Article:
If Ross County’s players need any inspiration as they attempt to escape the relegation play-off tomorrow, they can always hark back to the club’s class of 2010.
It was 11 years ago today the Staggies appeared in the Scottish Cup final for the one and only time.
May 15, 2010 ultimately ended in disappointment for the near 20,000 County fans who descended on Hampden Park.
A long-range David Goodwillie strike and a Craig Conway double propelled Dundee United to glory.
But the journey to Hampden was littered with memorable moments.
In chairman Roy MacGregor’s eyes, the foundations for County’s promotion to the top flight in 2012 and League Cup triumph in 2016 were forged during a magical run in the spring of 2010.
“That was the journey that made us a Premier League club,” he said. “As Highlanders we tend to be humble and not shout too much about ourselves.
“But this lifted the bar in terms of thinking about what could happen. It fuelled a frenzy and the final was like a Highland wedding.
“Buses full of mums, dads, granddad, granny, ex-pats, it told me a lot about the potential of Ross County.”
The early rounds
Under manager Derek Adams, the Staggies were on the up in 2009-10.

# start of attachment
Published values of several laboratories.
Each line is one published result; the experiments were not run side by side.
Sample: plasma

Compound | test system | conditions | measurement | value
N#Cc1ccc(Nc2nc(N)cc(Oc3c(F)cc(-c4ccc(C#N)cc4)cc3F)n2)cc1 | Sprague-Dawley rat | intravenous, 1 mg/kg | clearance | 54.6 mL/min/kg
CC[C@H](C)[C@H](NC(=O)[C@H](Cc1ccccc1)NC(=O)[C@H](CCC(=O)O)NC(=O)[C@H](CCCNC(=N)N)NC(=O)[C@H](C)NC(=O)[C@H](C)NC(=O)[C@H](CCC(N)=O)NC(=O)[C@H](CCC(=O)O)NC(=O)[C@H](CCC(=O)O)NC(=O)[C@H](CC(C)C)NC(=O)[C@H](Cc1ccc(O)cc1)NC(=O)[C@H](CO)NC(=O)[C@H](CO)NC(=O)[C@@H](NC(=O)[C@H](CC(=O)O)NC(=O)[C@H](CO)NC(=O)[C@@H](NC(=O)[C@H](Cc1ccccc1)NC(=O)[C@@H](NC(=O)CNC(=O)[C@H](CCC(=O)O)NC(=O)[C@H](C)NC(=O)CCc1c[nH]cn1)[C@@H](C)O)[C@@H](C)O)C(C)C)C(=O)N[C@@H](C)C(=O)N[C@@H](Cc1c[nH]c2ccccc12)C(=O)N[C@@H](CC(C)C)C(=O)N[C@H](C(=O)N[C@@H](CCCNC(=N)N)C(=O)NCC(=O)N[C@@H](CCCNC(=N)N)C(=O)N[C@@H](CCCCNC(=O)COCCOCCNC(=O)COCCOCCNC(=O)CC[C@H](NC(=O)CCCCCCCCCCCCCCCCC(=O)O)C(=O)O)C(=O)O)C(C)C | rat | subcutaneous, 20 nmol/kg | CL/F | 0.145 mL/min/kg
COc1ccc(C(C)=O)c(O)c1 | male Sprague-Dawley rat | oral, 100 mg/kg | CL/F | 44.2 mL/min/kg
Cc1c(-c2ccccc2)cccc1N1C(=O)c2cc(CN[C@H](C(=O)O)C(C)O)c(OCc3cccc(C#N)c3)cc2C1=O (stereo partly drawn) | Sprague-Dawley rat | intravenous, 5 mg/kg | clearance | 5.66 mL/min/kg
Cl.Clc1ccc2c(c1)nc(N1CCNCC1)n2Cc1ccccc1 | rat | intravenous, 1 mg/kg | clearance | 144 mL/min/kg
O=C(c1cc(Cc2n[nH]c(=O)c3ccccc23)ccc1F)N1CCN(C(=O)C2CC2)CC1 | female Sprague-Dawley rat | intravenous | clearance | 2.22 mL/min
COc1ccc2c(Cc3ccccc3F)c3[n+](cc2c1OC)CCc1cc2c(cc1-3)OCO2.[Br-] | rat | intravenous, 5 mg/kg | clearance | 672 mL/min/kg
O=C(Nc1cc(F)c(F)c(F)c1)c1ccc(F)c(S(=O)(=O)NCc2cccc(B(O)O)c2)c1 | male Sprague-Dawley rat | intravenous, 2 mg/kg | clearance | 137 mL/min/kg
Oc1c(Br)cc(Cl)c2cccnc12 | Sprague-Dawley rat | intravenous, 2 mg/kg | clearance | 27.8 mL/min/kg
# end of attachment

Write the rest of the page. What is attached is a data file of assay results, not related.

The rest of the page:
After winning promotion back to the First Division in 2008, the club consolidated their place in Scotland’s second tier in 2008-09 and were quietly confident heading into the new campaign.
A pair of derby victories over freshly-relegated Caley Thistle had the Staggies among the title challengers in the first half of the season.
Had the club not embarked on an energy-sapping seven-match run to the final, could they have mounted a stronger title challenge?
In the eyes of County’s class of 2010, undoubtedly.
As it turned out, a favourable draw through the first three rounds put the Staggies into their first-ever Scottish Cup quarter-final.
Berwick Rangers were their first victims, falling 5-1 in Dingwall in the third round.
A 4-0 triumph over Highland League Inverurie Locos followed before the Staggies thumped Stirling 9-0.
They were all matches Derek Adams would have expected to win, but the manner of the Stirling result was particularly impressive.
This was a team who ended up winning the division below that same season.
That set up a trip to play Hibs at Easter Road and, in the eyes of most pundits, certain defeat.
‘You are battering us’
In March 2010, Hibs were bossed by a now familiar face.
Goals from Colin Nish and Riordan – either side of an Ian Murray own goal – had Hibs in front heading into the late stages.